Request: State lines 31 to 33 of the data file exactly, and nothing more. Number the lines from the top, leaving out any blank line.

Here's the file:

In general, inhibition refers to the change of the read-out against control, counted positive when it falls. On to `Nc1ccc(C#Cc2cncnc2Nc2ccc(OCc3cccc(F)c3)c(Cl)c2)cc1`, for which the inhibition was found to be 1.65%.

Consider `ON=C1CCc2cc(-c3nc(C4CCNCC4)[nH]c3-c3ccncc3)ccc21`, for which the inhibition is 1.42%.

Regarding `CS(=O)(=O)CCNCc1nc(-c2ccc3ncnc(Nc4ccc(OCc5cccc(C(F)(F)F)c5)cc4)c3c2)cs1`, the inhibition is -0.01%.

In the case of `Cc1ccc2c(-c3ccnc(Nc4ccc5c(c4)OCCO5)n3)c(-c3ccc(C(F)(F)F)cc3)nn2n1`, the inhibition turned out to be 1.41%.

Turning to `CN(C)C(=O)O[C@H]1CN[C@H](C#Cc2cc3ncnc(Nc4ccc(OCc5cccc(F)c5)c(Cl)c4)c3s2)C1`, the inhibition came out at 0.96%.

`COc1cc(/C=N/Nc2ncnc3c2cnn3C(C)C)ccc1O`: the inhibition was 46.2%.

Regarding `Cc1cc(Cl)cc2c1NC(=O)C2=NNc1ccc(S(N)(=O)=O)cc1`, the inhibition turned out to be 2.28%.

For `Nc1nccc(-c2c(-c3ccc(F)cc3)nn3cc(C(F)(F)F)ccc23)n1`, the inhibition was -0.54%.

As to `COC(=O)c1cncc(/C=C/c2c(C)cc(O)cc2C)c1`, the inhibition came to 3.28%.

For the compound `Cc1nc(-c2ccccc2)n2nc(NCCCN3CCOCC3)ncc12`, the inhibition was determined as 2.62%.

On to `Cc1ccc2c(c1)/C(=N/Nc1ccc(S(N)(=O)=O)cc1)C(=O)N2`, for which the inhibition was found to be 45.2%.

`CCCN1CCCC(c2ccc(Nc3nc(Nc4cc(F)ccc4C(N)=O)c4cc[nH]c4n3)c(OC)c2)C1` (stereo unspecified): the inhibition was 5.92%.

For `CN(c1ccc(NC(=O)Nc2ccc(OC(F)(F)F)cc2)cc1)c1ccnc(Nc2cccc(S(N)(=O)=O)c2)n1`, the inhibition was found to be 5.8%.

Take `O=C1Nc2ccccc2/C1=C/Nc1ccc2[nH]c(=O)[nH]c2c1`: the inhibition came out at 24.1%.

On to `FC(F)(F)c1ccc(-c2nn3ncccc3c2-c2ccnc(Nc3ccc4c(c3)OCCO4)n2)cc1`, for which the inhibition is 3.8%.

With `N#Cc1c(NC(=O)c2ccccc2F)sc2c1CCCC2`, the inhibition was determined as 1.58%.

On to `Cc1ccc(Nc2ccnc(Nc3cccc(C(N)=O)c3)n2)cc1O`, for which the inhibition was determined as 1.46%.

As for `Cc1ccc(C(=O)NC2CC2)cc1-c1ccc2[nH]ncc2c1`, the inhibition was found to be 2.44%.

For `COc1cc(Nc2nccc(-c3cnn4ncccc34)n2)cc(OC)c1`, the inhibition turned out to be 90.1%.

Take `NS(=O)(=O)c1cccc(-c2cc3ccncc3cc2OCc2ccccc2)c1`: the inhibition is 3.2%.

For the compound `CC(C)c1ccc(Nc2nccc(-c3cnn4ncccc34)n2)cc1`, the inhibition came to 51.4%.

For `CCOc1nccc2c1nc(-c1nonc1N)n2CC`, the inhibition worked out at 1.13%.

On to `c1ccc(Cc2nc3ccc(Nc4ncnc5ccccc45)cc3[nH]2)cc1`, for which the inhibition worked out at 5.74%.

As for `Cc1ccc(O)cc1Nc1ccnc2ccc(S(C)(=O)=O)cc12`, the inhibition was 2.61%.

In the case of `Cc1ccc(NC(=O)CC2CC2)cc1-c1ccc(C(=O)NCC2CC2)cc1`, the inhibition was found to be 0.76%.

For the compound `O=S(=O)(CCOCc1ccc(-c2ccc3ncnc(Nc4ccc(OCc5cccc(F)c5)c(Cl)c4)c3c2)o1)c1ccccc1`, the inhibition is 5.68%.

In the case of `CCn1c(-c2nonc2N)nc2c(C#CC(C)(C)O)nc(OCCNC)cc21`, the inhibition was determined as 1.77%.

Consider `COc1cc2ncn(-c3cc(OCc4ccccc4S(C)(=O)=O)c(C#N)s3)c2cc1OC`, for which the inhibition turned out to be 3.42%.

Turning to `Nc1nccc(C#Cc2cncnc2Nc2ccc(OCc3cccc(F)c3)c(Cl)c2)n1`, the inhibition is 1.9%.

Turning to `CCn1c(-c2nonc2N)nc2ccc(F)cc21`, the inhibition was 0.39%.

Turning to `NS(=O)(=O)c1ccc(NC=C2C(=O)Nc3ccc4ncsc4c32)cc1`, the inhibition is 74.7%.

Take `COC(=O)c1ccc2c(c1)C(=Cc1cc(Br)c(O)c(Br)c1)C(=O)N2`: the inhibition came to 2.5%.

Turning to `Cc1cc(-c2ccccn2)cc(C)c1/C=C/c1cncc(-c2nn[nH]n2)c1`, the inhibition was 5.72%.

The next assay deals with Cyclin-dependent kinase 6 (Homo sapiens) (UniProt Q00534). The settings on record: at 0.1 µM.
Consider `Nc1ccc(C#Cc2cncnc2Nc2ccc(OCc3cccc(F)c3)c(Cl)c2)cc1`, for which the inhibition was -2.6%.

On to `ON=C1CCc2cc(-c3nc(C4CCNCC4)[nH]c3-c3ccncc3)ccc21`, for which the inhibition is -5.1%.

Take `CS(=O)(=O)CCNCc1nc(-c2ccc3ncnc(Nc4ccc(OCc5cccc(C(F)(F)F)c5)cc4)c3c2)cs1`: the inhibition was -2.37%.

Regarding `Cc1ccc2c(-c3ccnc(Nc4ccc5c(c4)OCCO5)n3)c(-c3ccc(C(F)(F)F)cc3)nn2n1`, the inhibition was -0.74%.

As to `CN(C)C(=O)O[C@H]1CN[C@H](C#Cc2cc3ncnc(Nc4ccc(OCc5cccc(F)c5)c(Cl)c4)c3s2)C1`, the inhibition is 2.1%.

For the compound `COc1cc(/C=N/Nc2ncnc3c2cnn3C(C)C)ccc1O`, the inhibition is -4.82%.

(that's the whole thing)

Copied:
Turning to `NS(=O)(=O)c1ccc(NC=C2C(=O)Nc3ccc4ncsc4c32)cc1`, the inhibition is 74.7%.

Take `COC(=O)c1ccc2c(c1)C(=Cc1cc(Br)c(O)c(Br)c1)C(=O)N2`: the inhibition came to 2.5%.

Turning to `Cc1cc(-c2ccccn2)cc(C)c1/C=C/c1cncc(-c2nn[nH]n2)c1`, the inhibition was 5.72%.